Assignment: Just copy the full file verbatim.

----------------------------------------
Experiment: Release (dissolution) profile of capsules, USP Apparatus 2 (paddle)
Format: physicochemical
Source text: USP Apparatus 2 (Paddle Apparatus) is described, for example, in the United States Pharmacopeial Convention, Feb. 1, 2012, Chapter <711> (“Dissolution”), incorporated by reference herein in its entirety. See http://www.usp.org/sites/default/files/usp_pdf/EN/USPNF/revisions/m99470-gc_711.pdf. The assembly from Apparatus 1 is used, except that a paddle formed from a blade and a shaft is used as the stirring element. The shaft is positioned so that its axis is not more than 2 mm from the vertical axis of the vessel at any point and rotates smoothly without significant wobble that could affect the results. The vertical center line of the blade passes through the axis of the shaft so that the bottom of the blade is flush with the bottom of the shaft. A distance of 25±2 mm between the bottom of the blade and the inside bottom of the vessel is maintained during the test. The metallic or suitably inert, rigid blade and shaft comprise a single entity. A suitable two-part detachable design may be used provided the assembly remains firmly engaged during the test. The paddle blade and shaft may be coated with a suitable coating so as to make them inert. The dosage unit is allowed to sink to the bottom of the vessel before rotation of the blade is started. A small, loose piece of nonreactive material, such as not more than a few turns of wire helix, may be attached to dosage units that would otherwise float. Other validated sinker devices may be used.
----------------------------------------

Experiment: Release (dissolution) profile of capsules, USP Apparatus 2 (paddle)
Format: physicochemical
Source text: USP Apparatus 2 (Paddle Apparatus) is described, for example, in the United States Pharmacopeial Convention, Feb. 1, 2012, Chapter <711> (“Dissolution”), incorporated by reference herein in its entirety. See http://www.usp.org/sites/default/files/usp_pdf/EN/USPNF/revisions/m99470-gc_711.pdf. The assembly from Apparatus 1 is used, except that a paddle formed from a blade and a shaft is used as the stirring element. The shaft is positioned so that its axis is not more than 2 mm from the vertical axis of the vessel at any point and rotates smoothly without significant wobble that could affect the results. The vertical center line of the blade passes through the axis of the shaft so that the bottom of the blade is flush with the bottom of the shaft. A distance of 25±2 mm between the bottom of the blade and the inside bottom of the vessel is maintained during the test. The metallic or suitably inert, rigid blade and shaft comprise a single entity. A suitable two-part detachable design may be used provided the assembly remains firmly engaged during the test. The paddle blade and shaft may be coated with a suitable coating so as to make them inert. The dosage unit is allowed to sink to the bottom of the vessel before rotation of the blade is started. A small, loose piece of nonreactive material, such as not more than a few turns of wire helix, may be attached to dosage units that would otherwise float. Other validated sinker devices may be used.